Are Larry Campbell and Teresa Williams Americana’s Sonny and Cher?
There’s something happening with these outdoor summer festivals. Something good.
The Green River Festival in Greenfield, Massachusetts, is an annual Western Massachusetts summer weekend affair, featuring dozens of bands loosely categorized as Americana, on four stages spread out over the Greenfield Community College campus field. Much like the Newport Folk Festival, it no longer needs well-known veteran acts to sell tickets. In fact, the Saturday lineup, headlined by Lake Street Dive and Houndsmouth, sold out days before the event. I’d attended two previous festivals, one with Emmylou Harris and Wanda Jackson in 2011, then again the following year with Richard Thompson, Los Lobos, and a celebration of the 100th anniversary of Woody Guthrie’s birth, featuring his son Arlo and other family members. These days, the idea of spending a day outdoors, just grooving to the music, is enough to entice people to attend the festival. The music has, once again, become the message.
While I enjoyed many of this year’s acts, most notably Pokey LaFarge and the Sweetback Sisters, the main reason I attended this year’s festival was to see the husband-and-wife team of Larry Campbell and Teresa Williams. Like many people, I first became familiar with Campbell when I saw him countless times as part of Bob Dylan’s band from 1997 to 2004. For many fans, the various lineups featuring Campbell created some of the most exciting and satisfying concerts during Dylan’s so-called “Never-Ending Tour.” Since then, I’ve seen Campbell with Harris, Elvis Costello, David Bromberg, and Levon Helm, where he served as his musical director in his final years. Campbell’s presence always elevated the game of these already legendary artists, so I was curious the see what he would be like on his own.
Larry Campbell and Teresa Williams were booked to play in the covered Parlor Room stage, a welcome relief on a hot summer day, although the outside of the tent was overflowing with fans and curious onlookers. Campbell and Teresa played for nearly an hour, mining all types of American music, from country and folk to soul and jazz, mixing originals and covers with ease.
As the leader of a four-piece combo, Campbell easily commanded the stage, both as musical director and master of ceremonies. Straight-faced, Campbell would tease Williams by introducing songs like “Surrender to Love,” from their debut album, as “the first words she said to me.” After Williams’ clearly dismissive facial expression, he said with a big smile, “At least that’s how I remember it!” The entertaining back-and-forth repartee reminded me of old-time husband-and-wife acts like Sonny and Cher. Later, when Campbell asked, “Uh-oh, what did I do now?” Williams replied, “I was waiting for you to finish tuning so I could talk!”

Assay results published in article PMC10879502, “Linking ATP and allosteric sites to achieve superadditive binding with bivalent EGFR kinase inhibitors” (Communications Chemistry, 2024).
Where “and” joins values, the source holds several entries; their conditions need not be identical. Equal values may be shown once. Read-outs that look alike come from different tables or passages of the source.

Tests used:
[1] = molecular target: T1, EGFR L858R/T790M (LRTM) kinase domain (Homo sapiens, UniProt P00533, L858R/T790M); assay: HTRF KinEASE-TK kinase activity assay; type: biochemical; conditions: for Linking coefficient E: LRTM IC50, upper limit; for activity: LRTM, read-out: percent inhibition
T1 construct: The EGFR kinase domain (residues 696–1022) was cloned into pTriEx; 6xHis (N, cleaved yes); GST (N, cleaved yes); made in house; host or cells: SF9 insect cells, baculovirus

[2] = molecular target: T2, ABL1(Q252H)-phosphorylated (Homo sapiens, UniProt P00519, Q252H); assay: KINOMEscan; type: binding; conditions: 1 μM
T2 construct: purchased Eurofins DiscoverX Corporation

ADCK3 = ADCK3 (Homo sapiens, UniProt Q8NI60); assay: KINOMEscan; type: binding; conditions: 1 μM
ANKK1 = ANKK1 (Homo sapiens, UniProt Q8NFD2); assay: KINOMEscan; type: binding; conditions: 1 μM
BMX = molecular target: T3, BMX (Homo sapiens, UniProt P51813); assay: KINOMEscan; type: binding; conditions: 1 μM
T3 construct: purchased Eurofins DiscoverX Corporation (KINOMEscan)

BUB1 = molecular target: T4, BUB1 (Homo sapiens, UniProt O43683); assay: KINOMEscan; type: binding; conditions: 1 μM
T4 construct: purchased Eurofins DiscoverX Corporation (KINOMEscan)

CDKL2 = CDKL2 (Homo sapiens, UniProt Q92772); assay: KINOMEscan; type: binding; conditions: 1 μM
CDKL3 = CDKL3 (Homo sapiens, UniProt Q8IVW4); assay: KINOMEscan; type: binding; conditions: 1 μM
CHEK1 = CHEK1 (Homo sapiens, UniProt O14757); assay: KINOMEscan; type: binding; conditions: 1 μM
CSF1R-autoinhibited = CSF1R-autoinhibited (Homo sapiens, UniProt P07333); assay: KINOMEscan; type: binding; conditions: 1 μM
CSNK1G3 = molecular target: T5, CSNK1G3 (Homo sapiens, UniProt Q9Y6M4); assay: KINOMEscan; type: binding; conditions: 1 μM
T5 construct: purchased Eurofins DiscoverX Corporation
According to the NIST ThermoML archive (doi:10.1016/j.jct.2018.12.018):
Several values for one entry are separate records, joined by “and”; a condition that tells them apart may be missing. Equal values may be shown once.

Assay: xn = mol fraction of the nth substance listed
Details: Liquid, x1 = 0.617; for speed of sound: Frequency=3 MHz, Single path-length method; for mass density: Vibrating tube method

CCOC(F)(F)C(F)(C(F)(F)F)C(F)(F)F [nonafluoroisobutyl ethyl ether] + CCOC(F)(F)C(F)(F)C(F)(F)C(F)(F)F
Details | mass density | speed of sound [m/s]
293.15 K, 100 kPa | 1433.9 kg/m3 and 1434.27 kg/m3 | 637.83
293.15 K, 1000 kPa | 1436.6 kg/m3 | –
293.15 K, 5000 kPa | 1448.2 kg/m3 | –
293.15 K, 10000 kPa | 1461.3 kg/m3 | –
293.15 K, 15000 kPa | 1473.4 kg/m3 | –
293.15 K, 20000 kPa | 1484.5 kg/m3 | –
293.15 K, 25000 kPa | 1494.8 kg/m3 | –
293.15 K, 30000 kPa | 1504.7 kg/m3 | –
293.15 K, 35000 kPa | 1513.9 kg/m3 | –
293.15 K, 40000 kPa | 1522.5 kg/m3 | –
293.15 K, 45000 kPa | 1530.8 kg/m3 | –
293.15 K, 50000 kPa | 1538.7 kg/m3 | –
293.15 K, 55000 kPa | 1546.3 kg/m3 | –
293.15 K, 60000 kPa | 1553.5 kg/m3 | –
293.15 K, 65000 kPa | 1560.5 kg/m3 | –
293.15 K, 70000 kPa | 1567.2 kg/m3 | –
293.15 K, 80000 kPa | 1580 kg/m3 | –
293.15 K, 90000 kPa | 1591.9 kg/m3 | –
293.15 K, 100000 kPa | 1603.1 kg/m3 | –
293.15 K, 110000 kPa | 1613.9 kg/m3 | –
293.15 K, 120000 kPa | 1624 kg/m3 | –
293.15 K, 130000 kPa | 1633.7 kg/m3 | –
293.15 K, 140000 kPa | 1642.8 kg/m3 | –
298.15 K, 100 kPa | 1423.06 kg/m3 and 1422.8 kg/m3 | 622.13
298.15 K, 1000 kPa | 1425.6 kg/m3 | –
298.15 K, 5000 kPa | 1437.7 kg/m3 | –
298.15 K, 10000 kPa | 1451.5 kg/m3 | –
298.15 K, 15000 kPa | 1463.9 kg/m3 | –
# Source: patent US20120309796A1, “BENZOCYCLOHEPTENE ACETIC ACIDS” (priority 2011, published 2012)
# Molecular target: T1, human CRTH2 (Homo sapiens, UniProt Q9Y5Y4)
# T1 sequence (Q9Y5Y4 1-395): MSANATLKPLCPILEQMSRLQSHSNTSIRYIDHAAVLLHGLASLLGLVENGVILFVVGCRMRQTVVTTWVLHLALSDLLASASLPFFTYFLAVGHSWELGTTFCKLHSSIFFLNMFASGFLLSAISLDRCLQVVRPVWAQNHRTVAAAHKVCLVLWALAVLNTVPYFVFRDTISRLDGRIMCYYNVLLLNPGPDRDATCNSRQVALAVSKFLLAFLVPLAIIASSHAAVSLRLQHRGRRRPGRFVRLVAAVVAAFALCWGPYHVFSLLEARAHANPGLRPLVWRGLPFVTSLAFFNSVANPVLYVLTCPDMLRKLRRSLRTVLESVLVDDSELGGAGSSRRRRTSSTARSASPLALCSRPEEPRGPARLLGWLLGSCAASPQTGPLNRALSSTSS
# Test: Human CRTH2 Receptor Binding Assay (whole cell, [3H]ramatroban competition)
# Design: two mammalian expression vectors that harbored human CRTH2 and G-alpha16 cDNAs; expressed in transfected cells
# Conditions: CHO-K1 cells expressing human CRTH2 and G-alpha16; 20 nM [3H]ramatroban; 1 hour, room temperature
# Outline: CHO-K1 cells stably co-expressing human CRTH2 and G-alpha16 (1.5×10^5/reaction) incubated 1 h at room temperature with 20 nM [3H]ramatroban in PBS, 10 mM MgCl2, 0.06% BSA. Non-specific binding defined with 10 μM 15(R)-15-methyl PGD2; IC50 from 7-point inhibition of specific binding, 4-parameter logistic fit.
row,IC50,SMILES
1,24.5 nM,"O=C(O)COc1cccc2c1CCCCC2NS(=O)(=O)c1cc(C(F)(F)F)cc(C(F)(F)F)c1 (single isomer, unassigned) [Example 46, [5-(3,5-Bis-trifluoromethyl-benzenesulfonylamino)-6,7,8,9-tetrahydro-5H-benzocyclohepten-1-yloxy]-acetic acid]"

Of course, the music was the reason we were all there. Williams’ powerful vocals, steeped in old time traditional country, with a touch of Emmylou Harris here and there, along with Campbell’s vocals and harmonies, were the focal point. Holding it all together was Campbell’s, effortless, impeccable guitar and fiddle playing. It was not unlike watching Richard Thompson in action, with magical sounds emanating fluidly from his fingers, without the usual cliched macho facial contortions which usually accompany such feats of dexterity.
Campbell and Williams were augmented by Denny McDermott on drums and Jesse Murphy on bass. Campbell, a seasoned sideman, made sure each member had their share of the spotlight, giving ample time for instrumental solos, in addition to Williams’ co-lead vocal duties. Campbell also paid tribute to collaborators past and present, including Helm (“Dirt Farmer”), Julie Miller (co-writer of “Midnight Highway”), and the late Bill Keith, with whom Campbell collaborated in the Woodstock Mountain Revue in the 1970s and 80s, on a song he dryly introduced as having been written by “that great bluegrass impresario … Duke Ellington (“Caravan”).
Larry and Teresa even previewed a song from their upcoming album, “Contraband Love,” when Campbell sang “When I Stop Loving You,” an emotional, staccato ballad in the Otis Redding tradition. Campbell composed it with former Stax man William Bell, who also wrote “Born Under a Bad Sign” and “You Don’t Miss Your Water,” among other classics, and the song could have easily fit on any Redding or Bell album.
The set climaxed with the Rev. Gary Davis classic, “Keep Your Lamps Trimmed and Burning,” with Campbell letting loose on guitar, while Williams turned the Parlor Room into a revival tent, singing with a religious fervor, arms reaching the sky, making believers of us all, if only for the moment.
Larry and Teresa’s Contraband Love will be released on CD, vinyl, and as a download on Sept. 15.